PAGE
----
Did you know about sour cherries? I didn’t before this trip. My experience of cherries growing up was of maraschino’s from a jar, which I hated. Since living in England I have become addicted to sweet cherries, dark purple bursts in the high summer. But it turns out people are OBSESSED with sour cherries. So obsessed that they get up at ridiculous-o-clock to pick them off the trees themselves. The things you learn whilst interning with food people.
So it happens that one morning (very very early), a few weeks ago, I joined the tribe of people who get up at ridiculous-o-clock to travel to a cherry orchard just outside of Hudson so I could participate in this whole sour cherry picking debacle.
It was still cool (and all of half 7) when we arrived at the orchard. We had brought a box for filling with cherries and were told unceremoniously by the assistant that if we filled the box we would not be able to lift it. We had no plans to do such a thing but she marked out what she thought was 20 pounds in case we got carried away (we did), gave us a cart to set the box on, and buckets to wrap around our waists. We looked super stylish.
We wandered down to the far end of the orchard, selected a tree and started picking. It’s surprisingly therapeutic, picking cherries. There was just the sounds of birds, some cars whizzing by on the road, and the occasional bee. Eventually the orchard filled with other voices.
We were all done in a half hour. Three people can pick a lot of cherries in that time. We ended up with 34 pounds altogether and a box that was almost to heavy to lift.
Of course, if you pick 34 pounds of sour cherries, you have to do something with them. A neighbouring picker gave us a verbal recipe for a cherry liqueur – you fill a large jar with cherries and sugar, stacked in several layers, and then add in a grain alcohol. You leave it in a dark place for several months and then drink it neat in the dark days of December. Sadly I leave in six days so such a recipe will have to be stored for future use. Instead we made pie. Sour cherry pie.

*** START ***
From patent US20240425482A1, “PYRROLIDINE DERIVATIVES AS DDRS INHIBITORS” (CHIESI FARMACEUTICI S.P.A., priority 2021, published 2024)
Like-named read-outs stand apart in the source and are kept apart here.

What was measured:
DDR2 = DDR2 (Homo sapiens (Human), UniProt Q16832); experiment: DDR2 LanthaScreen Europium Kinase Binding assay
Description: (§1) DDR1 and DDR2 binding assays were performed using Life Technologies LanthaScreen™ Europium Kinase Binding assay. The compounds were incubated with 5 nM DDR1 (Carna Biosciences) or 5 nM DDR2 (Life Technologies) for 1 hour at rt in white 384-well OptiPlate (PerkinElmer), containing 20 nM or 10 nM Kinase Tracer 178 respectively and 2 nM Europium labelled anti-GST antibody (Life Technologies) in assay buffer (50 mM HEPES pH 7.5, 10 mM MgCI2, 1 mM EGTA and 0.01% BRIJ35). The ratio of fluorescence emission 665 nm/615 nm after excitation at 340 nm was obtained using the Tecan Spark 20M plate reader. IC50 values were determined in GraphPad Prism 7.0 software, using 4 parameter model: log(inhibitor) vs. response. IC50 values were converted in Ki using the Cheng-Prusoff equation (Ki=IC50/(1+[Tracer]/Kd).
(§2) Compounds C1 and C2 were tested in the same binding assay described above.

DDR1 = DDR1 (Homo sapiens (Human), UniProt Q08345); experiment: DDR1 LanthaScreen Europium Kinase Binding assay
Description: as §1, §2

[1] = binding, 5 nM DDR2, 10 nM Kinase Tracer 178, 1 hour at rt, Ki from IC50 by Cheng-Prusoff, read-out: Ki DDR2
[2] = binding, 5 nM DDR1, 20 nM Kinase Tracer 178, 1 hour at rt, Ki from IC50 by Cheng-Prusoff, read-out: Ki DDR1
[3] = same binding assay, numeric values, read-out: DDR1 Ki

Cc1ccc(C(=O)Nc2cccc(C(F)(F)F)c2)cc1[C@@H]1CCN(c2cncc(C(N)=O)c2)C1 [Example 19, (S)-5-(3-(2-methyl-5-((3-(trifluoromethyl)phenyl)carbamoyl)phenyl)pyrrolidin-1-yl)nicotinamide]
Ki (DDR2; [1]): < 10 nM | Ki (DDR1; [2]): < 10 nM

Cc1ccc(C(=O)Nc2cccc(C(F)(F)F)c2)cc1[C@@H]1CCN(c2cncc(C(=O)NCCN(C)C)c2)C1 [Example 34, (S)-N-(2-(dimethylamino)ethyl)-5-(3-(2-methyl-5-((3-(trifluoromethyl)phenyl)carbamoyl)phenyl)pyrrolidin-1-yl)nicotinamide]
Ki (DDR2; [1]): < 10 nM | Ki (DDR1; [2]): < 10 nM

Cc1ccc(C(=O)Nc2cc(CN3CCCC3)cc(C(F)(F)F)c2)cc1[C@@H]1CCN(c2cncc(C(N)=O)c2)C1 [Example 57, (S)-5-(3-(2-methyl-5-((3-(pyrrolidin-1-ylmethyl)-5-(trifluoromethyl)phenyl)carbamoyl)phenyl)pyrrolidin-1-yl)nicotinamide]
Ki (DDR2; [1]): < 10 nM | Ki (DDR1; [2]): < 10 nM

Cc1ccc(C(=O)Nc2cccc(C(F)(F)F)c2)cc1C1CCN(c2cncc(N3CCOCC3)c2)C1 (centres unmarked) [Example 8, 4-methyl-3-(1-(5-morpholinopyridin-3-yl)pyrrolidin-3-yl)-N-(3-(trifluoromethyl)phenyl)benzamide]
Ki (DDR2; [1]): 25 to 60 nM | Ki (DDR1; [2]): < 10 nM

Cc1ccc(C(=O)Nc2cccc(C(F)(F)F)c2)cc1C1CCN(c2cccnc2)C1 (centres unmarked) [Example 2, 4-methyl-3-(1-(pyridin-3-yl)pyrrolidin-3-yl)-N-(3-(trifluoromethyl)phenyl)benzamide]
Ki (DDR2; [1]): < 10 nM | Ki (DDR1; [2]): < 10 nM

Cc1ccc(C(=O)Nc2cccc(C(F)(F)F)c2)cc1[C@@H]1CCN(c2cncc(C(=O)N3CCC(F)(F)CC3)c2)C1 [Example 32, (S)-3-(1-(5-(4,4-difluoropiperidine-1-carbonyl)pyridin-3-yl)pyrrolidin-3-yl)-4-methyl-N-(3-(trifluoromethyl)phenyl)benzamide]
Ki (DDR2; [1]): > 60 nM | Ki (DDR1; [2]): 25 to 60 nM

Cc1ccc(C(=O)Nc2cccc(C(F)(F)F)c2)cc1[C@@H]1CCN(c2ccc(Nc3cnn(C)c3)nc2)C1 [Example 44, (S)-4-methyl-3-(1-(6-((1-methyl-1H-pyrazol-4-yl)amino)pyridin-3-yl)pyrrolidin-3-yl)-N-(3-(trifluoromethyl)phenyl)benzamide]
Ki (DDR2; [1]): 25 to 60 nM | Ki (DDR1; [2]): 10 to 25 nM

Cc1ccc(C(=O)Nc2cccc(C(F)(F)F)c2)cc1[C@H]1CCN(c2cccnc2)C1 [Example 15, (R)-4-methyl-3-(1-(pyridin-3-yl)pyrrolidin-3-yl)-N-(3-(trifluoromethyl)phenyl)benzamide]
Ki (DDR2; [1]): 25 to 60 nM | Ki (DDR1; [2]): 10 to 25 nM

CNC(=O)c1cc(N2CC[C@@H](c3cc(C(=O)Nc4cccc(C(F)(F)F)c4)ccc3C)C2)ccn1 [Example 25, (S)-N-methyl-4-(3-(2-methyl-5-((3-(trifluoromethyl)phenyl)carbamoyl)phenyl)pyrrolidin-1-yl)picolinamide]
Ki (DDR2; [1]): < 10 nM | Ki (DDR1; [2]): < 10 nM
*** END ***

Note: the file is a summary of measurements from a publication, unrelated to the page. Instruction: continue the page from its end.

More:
This recipe is a combination of two separate recipes. The pie crust is adapted from a recipe given to me by Kate Lebo, a pie-maker I met briefly – you can find the original in her book. She uses a lard and butter combination for the crust but I prefer all-butter crusts so I have changed it slightly. The filling comes from Molly O’Neill’s book, One Big Table. The truth is, pie filling is fairly interpretive. You need to taste and season it according to what you want. So I didn’t use nutmeg or kirsch and probably used less sugar as I like things fairly tart. I also used loads of lemon and, for once, almond extract. (It turns out it does have a place in the kitchen after all…)
We made three of these to feed thirty people at one of the Food Media Bootcamp dinners a few weeks ago. The chef of the night, Ian Knauer, suggested serving the pie with salted heavy cream, whipped to soft peaks. It turns out he is on to something and I am now totally stealing that for fruit desserts forever and ever. (Thanks Ian!)
Sour Cherry Pie
Adapted from A Commonplace Book of Pie and One Big Table
For the double crust:
2 1/2 cups plain flour
1 tbsp caster sugar
1 tsp salt
16 tbsp butter, cold, cubed (240g)
For the filling:
5 cups pitted sour cherries
5 tbsp plain flour
2 tbsp lemon juice
zest of half a lemon
1 tsp almond extract
3/4 cup caster sugar (you can add up to 1 cup)
1 tsp Kirsch (optional)
1 1/2 tsp butter
2 tbsp water
To make the crust, rub the butter into the flour until it resembles breadcrumbs. Add the ice water slowly, mixing with your hands until the dough comes together. (You only need as much water as the dough will accept.)
On a lightly floured surface, turn out the dough and knead until smooth. It is very buttery so this will not take long (and be careful not to over-knead!)
Divide the dough in half and flatten into discs and refrigerate for at least an hour. If you’ve got time, make the dough the night before.
Preheat the oven to 180C.
Remove one disc from the fridge and roll the dough into a circle. (You want the crust reasonably thin so it does not get soggy in the oven but not so thin that it breaks on you.) Line a pie dish, making sure there is about 1cm overhanging the edge.
Whisk the egg and water together. Turn the overhanging dough up onto the edge of the pie dish and crimp it using your thumb on one hand and thumb and forefinger on the other.
Comine all filling ingredients, except the butter, in a large bowl. Taste! (Change the seasoning as you see fit, adding in extra sugar or some more lemon juice.)
Place the filling into the pie dish and dot with the butter.
Roll the second disk into a circle. Cut strips, about 1cm thick.
Lattice the top of the pie crust, hooking the top of the strip into the inside of the pie, and weaving the strips like a basket. Egg wash the lattice.
Bake for 1 to 1 1/2 hours, until golden and bubbling.